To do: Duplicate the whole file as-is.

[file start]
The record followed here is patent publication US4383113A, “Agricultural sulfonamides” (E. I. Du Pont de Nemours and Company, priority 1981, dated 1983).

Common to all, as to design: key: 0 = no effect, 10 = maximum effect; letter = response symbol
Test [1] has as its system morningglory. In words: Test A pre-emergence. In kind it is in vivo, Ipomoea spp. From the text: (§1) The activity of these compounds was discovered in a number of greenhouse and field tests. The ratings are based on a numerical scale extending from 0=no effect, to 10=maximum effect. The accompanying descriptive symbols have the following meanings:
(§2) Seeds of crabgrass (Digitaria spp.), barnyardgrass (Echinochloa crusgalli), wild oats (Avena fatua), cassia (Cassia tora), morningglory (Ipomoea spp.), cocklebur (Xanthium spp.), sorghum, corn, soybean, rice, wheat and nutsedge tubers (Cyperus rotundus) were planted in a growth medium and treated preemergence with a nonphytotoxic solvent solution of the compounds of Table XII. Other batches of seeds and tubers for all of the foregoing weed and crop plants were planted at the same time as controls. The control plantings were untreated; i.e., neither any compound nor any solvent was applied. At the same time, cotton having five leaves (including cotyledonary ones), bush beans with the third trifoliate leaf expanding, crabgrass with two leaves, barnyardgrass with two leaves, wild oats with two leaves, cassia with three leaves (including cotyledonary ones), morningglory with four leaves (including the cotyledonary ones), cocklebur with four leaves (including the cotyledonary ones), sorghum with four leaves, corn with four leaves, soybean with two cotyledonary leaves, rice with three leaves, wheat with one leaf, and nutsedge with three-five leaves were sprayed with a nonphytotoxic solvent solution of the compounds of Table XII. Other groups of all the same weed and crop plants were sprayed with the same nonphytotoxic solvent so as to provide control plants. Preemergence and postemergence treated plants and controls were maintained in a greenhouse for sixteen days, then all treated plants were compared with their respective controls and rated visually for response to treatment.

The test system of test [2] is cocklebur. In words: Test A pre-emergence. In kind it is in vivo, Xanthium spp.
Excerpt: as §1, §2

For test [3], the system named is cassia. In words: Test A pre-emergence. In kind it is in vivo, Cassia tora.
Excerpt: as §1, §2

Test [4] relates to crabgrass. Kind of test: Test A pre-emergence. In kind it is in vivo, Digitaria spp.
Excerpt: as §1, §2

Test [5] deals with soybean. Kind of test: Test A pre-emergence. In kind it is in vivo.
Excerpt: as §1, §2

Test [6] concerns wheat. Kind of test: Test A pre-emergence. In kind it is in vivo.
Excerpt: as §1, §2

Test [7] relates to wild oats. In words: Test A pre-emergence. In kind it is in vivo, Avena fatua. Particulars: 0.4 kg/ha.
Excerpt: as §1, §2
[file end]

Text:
The record followed here is patent publication US4383113A, “Agricultural sulfonamides” (E. I. Du Pont de Nemours and Company, priority 1981, dated 1983).

Common to all, as to design: key: 0 = no effect, 10 = maximum effect; letter = response symbol
Test [1] has as its system morningglory. In words: Test A pre-emergence. In kind it is in vivo, Ipomoea spp. From the text: (§1) The activity of these compounds was discovered in a number of greenhouse and field tests. The ratings are based on a numerical scale extending from 0=no effect, to 10=maximum effect. The accompanying descriptive symbols have the following meanings:
(§2) Seeds of crabgrass (Digitaria spp.), barnyardgrass (Echinochloa crusgalli), wild oats (Avena fatua), cassia (Cassia tora), morningglory (Ipomoea spp.), cocklebur (Xanthium spp.), sorghum, corn, soybean, rice, wheat and nutsedge tubers (Cyperus rotundus) were planted in a growth medium and treated preemergence with a nonphytotoxic solvent solution of the compounds of Table XII. Other batches of seeds and tubers for all of the foregoing weed and crop plants were planted at the same time as controls. The control plantings were untreated; i.e., neither any compound nor any solvent was applied. At the same time, cotton having five leaves (including cotyledonary ones), bush beans with the third trifoliate leaf expanding, crabgrass with two leaves, barnyardgrass with two leaves, wild oats with two leaves, cassia with three leaves (including cotyledonary ones), morningglory with four leaves (including the cotyledonary ones), cocklebur with four leaves (including the cotyledonary ones), sorghum with four leaves, corn with four leaves, soybean with two cotyledonary leaves, rice with three leaves, wheat with one leaf, and nutsedge with three-five leaves were sprayed with a nonphytotoxic solvent solution of the compounds of Table XII. Other groups of all the same weed and crop plants were sprayed with the same nonphytotoxic solvent so as to provide control plants. Preemergence and postemergence treated plants and controls were maintained in a greenhouse for sixteen days, then all treated plants were compared with their respective controls and rated visually for response to treatment.

The test system of test [2] is cocklebur. In words: Test A pre-emergence. In kind it is in vivo, Xanthium spp.
Excerpt: as §1, §2

For test [3], the system named is cassia. In words: Test A pre-emergence. In kind it is in vivo, Cassia tora.
Excerpt: as §1, §2

Test [4] relates to crabgrass. Kind of test: Test A pre-emergence. In kind it is in vivo, Digitaria spp.
Excerpt: as §1, §2

Test [5] deals with soybean. Kind of test: Test A pre-emergence. In kind it is in vivo.
Excerpt: as §1, §2

Test [6] concerns wheat. Kind of test: Test A pre-emergence. In kind it is in vivo.
Excerpt: as §1, §2

Test [7] relates to wild oats. In words: Test A pre-emergence. In kind it is in vivo, Avena fatua. Particulars: 0.4 kg/ha.
Excerpt: as §1, §2